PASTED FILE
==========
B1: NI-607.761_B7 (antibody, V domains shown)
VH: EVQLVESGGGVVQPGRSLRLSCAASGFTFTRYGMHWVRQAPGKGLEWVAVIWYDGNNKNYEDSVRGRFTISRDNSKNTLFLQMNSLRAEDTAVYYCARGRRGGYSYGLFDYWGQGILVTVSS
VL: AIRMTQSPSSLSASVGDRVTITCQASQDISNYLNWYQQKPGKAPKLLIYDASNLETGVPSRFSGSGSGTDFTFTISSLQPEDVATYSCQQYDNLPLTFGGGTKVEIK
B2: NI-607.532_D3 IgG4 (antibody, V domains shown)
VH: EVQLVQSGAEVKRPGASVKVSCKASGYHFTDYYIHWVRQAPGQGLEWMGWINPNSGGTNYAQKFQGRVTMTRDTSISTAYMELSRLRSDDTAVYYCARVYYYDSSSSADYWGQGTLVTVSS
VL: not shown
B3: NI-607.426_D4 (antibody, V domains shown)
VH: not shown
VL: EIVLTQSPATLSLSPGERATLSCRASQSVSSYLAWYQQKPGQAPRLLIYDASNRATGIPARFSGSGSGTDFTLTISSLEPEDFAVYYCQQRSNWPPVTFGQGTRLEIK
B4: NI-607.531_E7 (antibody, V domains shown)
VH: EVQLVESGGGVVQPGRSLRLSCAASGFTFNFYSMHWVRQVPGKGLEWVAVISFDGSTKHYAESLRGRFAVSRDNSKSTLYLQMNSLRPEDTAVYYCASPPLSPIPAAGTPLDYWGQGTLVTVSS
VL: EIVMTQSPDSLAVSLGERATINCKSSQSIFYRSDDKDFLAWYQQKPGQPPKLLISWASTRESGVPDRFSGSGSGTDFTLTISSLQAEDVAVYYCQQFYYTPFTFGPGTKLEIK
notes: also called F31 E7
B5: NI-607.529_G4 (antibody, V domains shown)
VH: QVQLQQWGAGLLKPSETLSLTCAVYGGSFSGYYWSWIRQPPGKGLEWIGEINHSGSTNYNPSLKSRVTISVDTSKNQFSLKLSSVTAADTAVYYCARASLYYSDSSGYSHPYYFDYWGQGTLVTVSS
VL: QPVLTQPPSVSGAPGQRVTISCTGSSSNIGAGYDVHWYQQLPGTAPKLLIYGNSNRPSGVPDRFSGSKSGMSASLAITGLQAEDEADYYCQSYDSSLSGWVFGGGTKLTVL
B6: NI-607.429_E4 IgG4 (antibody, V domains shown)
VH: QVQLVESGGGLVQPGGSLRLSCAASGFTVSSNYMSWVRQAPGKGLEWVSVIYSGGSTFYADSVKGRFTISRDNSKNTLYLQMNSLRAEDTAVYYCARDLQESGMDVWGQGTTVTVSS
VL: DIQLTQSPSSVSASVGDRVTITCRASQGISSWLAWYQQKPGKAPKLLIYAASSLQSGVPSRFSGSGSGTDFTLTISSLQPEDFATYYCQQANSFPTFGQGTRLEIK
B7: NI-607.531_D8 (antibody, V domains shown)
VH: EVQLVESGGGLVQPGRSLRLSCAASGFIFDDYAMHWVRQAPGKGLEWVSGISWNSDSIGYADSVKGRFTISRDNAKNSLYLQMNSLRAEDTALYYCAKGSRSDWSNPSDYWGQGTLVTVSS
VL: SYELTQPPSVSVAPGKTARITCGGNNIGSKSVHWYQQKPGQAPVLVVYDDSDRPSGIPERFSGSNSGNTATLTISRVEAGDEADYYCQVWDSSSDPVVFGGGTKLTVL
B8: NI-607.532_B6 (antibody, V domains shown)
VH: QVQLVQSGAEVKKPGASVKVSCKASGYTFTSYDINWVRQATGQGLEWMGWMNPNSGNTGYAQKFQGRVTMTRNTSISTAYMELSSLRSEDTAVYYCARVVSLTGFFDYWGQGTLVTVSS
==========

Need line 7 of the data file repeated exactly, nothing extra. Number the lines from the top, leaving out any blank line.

B3: NI-607.426_D4 (antibody, V domains shown)